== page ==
HDR still images and videos are often captured by taking multiple images with different exposures, one after the other. When dealing with moving objects, artifacts can be introduced by not taking all exposures at the same time, therefore it is essential to capture all exposures simultaneously.
To generate HDR-video with different exposures captured at the same time, a mirror-rig as shown in Figure 3a is used. A common glass pane with antireflective coating is employed as a beam splitter. This results in a ratio of around 1:16 between reflection and transmittance, shifting the camera exposures by 4 stops. To be able to use large sensor motion picture cameras, the mirror is mounted in front of the lenses, instead of splitting the light behind the lens. Thus, aperture, integration time and sensor gain can be kept at identical settings in both cameras. This results in the same depth of field and motion blur, but different signal to noise ratios, which are used to enhance the dynamic range. Both cameras are adjusted mechanically for geometric alignment and the integration times of the camera-sensors are synchronized to record exactly the same fraction of time.
In postproduction, the highlight-preserving image is aligned to the lowlight-preserving image to increase spatial fit. Depending on the accuracy of the camera alignment, either a homography transform, or warping through local disparity estimation is applied to the highlight-preserving image. Subsequently the colors of this image are matched to the lowlight-preserving image through multiplication of the individual color channels. Then the two images are merged to one HDR-frame, by blending between the lowlight-preserving image and the highlight-preserving image, depending on the brightness of the individual pixels. Finally the border pixels are set to black, to mask pixels where no highlight pass is available due to the spatial displacement.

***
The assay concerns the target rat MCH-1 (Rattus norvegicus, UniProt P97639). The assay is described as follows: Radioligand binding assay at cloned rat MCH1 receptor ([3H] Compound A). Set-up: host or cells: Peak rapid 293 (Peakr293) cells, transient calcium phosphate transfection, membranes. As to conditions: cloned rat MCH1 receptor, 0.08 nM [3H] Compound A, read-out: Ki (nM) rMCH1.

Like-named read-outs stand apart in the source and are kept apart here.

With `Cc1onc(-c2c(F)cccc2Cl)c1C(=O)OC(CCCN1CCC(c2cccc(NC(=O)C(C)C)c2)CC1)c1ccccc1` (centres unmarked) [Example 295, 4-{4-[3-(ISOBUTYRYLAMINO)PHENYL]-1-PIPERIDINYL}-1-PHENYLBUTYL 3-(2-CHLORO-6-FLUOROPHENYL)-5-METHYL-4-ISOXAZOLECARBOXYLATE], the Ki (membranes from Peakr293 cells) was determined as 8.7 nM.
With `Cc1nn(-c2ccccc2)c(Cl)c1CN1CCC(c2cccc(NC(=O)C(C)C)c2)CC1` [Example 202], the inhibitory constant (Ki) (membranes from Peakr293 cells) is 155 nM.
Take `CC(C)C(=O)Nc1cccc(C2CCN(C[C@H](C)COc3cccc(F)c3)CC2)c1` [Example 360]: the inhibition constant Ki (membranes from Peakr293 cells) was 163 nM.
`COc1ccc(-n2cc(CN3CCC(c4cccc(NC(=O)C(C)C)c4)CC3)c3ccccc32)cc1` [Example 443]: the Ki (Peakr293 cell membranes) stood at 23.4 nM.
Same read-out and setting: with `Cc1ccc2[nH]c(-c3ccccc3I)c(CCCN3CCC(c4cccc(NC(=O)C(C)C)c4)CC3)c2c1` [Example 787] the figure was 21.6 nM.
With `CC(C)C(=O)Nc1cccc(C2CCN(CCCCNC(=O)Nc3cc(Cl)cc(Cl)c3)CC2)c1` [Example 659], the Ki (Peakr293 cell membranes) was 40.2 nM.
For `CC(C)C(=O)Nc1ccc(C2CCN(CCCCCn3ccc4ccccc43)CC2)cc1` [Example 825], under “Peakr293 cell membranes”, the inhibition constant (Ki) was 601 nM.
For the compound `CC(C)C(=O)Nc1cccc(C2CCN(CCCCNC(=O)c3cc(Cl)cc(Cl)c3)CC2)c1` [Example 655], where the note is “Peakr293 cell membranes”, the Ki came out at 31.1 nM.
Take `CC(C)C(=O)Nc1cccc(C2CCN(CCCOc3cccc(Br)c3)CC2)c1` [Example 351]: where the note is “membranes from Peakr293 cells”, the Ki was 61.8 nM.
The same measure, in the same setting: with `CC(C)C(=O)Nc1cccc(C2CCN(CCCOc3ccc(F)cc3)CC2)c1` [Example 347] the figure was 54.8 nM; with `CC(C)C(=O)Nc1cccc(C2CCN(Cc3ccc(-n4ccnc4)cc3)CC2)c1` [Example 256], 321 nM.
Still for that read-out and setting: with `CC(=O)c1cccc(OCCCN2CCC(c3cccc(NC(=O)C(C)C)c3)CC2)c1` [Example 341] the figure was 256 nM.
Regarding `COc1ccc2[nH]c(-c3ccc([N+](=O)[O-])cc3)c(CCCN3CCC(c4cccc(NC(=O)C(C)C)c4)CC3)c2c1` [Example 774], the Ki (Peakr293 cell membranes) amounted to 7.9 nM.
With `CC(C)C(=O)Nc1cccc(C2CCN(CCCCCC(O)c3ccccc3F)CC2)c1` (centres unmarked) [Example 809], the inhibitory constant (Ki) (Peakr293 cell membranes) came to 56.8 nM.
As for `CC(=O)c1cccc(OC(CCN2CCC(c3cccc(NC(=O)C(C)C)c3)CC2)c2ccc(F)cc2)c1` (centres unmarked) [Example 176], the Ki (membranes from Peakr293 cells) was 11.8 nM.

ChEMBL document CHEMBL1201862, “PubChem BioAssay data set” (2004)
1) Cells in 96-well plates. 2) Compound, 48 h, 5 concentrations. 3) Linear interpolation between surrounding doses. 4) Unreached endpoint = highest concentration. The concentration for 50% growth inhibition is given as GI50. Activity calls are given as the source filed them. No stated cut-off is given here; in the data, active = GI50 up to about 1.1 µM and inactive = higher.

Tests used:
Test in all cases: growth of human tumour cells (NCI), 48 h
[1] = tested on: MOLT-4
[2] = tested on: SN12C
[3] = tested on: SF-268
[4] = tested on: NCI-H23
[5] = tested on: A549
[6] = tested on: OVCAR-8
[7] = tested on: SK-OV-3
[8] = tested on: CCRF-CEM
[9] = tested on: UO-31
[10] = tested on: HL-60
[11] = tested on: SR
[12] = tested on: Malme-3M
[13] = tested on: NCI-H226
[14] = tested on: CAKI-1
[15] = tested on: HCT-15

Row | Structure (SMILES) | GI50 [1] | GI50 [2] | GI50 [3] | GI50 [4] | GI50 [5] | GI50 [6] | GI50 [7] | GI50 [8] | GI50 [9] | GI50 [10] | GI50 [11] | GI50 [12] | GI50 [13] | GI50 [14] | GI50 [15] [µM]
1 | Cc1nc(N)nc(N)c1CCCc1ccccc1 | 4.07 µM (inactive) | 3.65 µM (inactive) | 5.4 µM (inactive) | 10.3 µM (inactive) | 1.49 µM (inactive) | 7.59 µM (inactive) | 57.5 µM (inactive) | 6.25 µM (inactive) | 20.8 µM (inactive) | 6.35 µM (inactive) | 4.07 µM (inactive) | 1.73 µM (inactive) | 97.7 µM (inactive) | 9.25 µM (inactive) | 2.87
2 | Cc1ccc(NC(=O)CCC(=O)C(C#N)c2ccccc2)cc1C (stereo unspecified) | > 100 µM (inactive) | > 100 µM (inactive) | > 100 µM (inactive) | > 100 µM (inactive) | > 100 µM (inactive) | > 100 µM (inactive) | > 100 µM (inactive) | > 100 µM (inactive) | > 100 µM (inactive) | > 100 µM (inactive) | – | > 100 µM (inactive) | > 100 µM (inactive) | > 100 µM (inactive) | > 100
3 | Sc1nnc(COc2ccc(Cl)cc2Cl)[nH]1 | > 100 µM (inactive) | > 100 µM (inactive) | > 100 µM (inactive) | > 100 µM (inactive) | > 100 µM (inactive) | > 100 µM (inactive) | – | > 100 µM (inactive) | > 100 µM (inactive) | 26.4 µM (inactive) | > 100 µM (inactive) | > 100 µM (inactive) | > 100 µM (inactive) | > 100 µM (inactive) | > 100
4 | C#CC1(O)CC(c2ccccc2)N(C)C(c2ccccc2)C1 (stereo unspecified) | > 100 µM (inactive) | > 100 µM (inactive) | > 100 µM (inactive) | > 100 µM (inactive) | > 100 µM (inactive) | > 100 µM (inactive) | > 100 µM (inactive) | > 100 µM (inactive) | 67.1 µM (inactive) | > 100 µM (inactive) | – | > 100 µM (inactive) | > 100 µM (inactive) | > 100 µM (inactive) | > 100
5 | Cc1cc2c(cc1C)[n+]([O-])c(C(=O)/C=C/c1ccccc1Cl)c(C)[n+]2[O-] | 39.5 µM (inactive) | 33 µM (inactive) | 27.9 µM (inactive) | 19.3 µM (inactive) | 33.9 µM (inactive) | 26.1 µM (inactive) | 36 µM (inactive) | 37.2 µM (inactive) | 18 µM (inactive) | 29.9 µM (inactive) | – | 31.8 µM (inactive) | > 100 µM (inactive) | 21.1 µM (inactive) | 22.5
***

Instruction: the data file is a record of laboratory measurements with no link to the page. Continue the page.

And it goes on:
The resulting scenes were staged and recorded at the Stuttgart Media University (HdM) between January and October 2013. We planned five categories of scenes, to focus on the HDR-challenges inherent to different types of film projects, e.g. documentary, advertising or A-movie. The used lenses and the amount of lighting and makeup are corresponding to the resources typically available in the respective productions. As an example, dolly grip was just used in sequences that are representative for movie or advertising shootings. In simulated documentary shots like “Bistro”, only a reduced amount of makeup was applied.
We followed four key aspects for the scenes that we chose to bring the desired knowledge:
For additional technical details see the supplementary material on the project website and the paper Creating cinematic wide gamut HDR-video for the evaluation of tone mapping operators and HDR-displays.
We would like to thank the companies Arri, C-Motion, Dolby, Filmlight, Image Engineering, Angenieux and Zeiss for lending us their equipment. In addition to that, we are very grateful for the enthusiastic support from the students in the HDR-project group at Stuttgart Media University (HdM) who helped to shoot the sequences and perform the postproduction. Among these we would like to especially point out Jascha Vick and Jonas Trottnow for their superior engagement during the Winter shoot.